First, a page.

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Food security

Posted July 27, 2012, at 5:10 p.m.

The drought hitting parts of North America illustrates why it’s never a good idea for any region to become dependent on a hundred-mile diet — or protectionist trade policy.

The hot, dry weather is affecting about 61 per cent of the contiguous United States, which means staple crops such as corn and soybeans are suffering. Here in Canada, many farmers are also worrying over their fields, but the damage so far isn’t as widespread.

Indeed, some Canadian farms — and related industries, such as potash — are likely to benefit from the U.S. drought, as it creates higher world demand and higher prices. The prices will trickle up through the food chain, so the world prices for meat and dairy will likely rise, too.

Nobody likes to pay higher prices at the grocery store, but the scenario would be much worse if there were no trade — if a “hundred-mile diet” were enforced on everyone. If consumers in the U.S. had no access to imported food, a drought there would be even more disastrous, and the costs of food there would go even higher — while having no effect on food prices here in Canada, and thus creating no reward for our farmers or incentive for them to grow more food.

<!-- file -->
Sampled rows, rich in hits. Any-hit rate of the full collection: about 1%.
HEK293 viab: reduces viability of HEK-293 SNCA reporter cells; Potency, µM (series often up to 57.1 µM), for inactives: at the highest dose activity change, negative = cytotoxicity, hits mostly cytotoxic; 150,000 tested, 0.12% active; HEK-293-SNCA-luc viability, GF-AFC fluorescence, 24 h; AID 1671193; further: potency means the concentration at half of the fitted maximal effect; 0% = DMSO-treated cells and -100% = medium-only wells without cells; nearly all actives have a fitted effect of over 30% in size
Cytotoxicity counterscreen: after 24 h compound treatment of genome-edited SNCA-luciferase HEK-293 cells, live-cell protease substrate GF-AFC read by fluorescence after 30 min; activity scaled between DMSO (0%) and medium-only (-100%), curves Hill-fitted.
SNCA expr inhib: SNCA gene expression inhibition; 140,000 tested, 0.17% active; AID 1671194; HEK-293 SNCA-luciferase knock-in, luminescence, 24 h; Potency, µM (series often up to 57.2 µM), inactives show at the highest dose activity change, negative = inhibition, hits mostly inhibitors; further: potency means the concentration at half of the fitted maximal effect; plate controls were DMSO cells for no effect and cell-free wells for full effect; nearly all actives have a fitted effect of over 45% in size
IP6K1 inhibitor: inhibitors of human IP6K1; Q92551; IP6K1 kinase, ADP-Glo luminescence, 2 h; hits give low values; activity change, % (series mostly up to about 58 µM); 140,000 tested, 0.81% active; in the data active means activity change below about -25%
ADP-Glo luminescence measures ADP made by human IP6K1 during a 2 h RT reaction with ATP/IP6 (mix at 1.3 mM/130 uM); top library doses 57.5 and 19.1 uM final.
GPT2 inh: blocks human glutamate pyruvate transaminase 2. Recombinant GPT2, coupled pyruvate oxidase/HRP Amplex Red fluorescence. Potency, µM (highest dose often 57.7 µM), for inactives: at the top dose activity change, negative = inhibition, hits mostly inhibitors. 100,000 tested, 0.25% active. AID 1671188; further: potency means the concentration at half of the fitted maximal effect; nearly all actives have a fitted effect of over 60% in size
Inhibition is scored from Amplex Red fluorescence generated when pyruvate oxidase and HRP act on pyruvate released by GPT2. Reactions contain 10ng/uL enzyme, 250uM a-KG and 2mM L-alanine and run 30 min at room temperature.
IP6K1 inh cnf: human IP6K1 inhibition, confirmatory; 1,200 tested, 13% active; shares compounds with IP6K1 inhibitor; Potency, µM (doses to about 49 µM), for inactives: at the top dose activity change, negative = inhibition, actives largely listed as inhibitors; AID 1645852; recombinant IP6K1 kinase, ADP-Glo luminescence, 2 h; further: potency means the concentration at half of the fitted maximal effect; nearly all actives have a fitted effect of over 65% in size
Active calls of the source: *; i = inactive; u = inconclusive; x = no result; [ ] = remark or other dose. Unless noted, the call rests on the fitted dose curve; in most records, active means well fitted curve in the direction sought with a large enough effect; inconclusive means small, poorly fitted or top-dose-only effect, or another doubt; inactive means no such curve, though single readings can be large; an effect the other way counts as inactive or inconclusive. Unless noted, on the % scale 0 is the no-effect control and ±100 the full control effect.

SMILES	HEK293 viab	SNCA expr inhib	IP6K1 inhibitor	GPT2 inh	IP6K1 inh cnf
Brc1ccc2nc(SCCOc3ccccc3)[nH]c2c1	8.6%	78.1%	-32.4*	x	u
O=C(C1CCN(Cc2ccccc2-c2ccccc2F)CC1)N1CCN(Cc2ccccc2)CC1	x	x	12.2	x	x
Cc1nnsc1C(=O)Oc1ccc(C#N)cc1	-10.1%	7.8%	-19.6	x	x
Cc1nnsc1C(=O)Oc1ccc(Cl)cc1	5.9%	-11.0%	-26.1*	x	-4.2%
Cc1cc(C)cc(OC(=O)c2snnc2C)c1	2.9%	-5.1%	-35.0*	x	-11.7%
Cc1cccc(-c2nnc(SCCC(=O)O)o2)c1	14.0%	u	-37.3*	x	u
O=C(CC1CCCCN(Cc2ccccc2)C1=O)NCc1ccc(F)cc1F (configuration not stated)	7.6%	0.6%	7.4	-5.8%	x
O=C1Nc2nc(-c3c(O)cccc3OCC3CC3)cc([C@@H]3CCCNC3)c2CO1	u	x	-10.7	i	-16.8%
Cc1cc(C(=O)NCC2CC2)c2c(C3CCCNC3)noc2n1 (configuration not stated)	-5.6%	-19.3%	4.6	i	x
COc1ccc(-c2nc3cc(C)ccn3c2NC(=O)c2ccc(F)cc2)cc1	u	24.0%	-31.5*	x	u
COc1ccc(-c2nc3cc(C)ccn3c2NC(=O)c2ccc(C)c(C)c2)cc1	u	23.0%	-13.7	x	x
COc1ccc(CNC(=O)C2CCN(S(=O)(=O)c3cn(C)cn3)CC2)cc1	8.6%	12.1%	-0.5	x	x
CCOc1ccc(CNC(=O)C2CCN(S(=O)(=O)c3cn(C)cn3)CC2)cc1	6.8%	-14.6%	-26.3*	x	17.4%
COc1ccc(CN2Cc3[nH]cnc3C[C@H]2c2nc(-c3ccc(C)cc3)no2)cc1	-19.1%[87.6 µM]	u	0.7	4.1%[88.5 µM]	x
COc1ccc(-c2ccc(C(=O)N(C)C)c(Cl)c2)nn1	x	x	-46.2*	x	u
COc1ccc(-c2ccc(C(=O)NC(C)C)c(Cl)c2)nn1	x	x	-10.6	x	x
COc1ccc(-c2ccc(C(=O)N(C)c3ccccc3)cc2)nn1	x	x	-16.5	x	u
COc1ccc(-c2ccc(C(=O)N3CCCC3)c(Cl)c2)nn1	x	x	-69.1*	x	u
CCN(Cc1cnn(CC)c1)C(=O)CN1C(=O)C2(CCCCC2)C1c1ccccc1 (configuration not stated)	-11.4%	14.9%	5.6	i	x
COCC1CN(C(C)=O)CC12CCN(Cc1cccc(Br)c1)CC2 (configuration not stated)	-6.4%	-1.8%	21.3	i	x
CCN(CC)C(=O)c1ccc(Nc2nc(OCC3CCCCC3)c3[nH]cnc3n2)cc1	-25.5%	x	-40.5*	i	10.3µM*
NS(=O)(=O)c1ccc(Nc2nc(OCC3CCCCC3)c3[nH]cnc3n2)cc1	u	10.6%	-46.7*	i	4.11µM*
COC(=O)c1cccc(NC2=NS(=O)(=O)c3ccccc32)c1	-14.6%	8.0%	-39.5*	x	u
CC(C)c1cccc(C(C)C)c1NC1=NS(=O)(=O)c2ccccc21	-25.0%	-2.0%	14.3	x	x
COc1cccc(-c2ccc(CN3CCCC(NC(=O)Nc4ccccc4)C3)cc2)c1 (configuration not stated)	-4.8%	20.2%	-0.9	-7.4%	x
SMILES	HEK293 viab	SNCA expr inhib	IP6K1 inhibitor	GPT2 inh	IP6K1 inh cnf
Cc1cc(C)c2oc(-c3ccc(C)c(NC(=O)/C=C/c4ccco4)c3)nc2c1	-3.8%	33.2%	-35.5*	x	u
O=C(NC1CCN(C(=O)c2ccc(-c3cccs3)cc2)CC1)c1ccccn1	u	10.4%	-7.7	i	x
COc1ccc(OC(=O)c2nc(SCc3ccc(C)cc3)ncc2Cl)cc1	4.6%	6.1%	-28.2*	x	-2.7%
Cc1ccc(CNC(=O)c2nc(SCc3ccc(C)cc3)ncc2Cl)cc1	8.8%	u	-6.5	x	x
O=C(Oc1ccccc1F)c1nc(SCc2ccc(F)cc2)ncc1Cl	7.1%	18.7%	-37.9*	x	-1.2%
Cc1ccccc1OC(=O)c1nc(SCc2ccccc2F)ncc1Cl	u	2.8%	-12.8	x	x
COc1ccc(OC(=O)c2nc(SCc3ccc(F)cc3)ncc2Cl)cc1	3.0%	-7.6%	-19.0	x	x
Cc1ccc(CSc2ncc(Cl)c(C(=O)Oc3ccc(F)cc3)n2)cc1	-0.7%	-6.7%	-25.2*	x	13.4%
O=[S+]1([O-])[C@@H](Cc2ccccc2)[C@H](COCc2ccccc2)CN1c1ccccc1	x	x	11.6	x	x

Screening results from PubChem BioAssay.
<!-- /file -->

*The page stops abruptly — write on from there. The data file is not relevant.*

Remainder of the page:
This is why trade works. It helps consumers in one country access products they otherwise couldn’t access at all, or at least not without paying exorbitant prices. …

From a food-security perspective, policies that aim to “protect” local farmers from international competition are a double-edged sword. Isolation makes regions vulnerable to drought, flood and disease. There is no protectionism strong enough to protect against nature. Well-designed risk management programs can and should reduce the damage for farmers, but consumers need some consideration too. The global food system is more resilient when it has more sources of supply, and more avenues of trade.

Ottawa Citizen (July 20)

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